Chlamydia trachomatis (CT) and Neisseria gonorrhoeae (NG) infection are prevalent among men who have sex with men (MSM) and may infect multiple anatomic sites. We measured site-specific prevalence and correlates of CTand NG infection among Bangkok MSMCohort Study participants. Methods: In April 2006 to November 2010, 1744 men enrolled in the Bangkok MSM Cohort Study. Participants provided historical information and underwent physical examination. Rectal, urethral, and pharyngeal CT and NG screeningwere performed by nucleic acid amplification and/or culture. Logistic regression was used to identify correlates of site-specific CT, NG, and coinfection. Results: Among 1743 participants, 19.2% were infected with CT and/or NG. CT, NG, and CT-NG coinfection were detected in 11.6%, 4.6%, and 2.9%, of participants, respectively. Rectal, urethral, and pharyngeal CT infections were detected in 9.5%, 4.5%, and 3.6% of cases. N. gonorrhoeae was present at these sites in 6.1%, 1.8%, and 0.5%of cases.Most infections were asymptomatic (CT: 95.3%, NG: 83.2%). Rectal CTand NG infections were mutually associated (CT: adjusted odds ratio [AOR], 5.4; 95% confidence interval [CI], 3.4-8.7; NG: AOR, 2.4; 95%CI, 1.1-5.2) and independently associated with HIVinfection (CT: AOR, 1.6, 95%CI, 1.0-2.4; NG: AOR, 2.0, 95% CI, 1.3-3.1). Numerous behavioral correlates of infection were observed. Conclusions: CT and NG infections are highly prevalent among MSM in Bangkok, most frequently affect the rectum, and are most often asymptomatic. Routine screening of asymptomatic MSM for CT and NG infection should include rectal sampling and focus on men with HIVand a history of other sexually transmitted infections.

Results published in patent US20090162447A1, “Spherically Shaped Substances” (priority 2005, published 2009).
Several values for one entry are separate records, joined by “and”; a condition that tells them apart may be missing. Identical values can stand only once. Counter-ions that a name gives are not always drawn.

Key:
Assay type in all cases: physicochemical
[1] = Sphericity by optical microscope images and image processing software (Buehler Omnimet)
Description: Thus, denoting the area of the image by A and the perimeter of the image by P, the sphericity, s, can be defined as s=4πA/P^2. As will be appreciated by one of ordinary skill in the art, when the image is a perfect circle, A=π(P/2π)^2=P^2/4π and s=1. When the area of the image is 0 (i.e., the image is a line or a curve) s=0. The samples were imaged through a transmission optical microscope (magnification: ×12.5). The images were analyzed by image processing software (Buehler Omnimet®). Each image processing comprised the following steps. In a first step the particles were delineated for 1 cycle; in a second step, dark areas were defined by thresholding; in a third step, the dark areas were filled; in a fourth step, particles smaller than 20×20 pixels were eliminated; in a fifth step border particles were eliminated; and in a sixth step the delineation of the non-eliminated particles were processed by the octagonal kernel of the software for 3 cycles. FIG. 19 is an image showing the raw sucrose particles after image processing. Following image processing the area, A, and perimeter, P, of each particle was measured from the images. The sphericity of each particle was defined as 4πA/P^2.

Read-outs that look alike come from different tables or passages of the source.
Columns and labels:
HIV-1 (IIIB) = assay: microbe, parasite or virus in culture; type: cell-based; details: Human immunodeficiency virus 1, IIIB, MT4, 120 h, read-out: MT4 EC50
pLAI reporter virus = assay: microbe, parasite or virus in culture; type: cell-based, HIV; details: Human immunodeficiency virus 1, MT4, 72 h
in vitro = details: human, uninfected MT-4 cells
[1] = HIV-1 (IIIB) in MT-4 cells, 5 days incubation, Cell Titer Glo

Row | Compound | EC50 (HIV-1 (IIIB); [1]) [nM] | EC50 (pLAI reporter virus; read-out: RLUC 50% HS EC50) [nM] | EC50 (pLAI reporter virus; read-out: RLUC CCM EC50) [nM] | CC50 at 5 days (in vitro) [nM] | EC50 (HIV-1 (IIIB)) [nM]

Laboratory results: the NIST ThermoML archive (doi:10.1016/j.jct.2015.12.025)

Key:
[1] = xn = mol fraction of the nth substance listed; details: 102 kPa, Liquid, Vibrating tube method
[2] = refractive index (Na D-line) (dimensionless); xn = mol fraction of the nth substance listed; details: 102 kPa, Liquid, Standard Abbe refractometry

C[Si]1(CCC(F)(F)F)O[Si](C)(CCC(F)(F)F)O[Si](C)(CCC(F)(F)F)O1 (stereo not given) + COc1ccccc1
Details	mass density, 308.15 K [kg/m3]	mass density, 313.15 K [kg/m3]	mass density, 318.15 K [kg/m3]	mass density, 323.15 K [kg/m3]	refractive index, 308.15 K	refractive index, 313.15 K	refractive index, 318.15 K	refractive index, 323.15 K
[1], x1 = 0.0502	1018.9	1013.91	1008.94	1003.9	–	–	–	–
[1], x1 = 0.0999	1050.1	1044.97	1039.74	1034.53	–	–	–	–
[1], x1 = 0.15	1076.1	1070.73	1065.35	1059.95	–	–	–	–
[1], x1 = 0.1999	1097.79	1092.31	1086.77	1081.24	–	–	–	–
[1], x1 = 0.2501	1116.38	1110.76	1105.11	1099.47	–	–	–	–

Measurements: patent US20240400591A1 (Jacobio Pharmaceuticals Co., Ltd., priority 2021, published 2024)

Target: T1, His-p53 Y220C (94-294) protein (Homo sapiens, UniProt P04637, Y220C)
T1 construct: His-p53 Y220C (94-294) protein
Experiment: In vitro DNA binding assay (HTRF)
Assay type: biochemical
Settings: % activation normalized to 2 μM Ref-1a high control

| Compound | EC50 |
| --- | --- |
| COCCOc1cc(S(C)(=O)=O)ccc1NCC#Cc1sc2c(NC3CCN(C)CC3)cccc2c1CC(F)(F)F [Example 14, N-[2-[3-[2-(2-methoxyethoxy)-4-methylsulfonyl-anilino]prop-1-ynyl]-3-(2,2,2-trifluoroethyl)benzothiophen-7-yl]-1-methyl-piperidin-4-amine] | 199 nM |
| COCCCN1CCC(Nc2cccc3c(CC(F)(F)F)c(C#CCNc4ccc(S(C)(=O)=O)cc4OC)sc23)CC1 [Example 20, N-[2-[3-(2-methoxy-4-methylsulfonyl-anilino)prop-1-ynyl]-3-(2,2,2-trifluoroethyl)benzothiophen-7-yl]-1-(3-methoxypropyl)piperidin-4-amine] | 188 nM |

ASJC Scopus subject areas
- Public Health, Environmental and Occupational Health
- Microbiology (medical)
- Infectious Diseases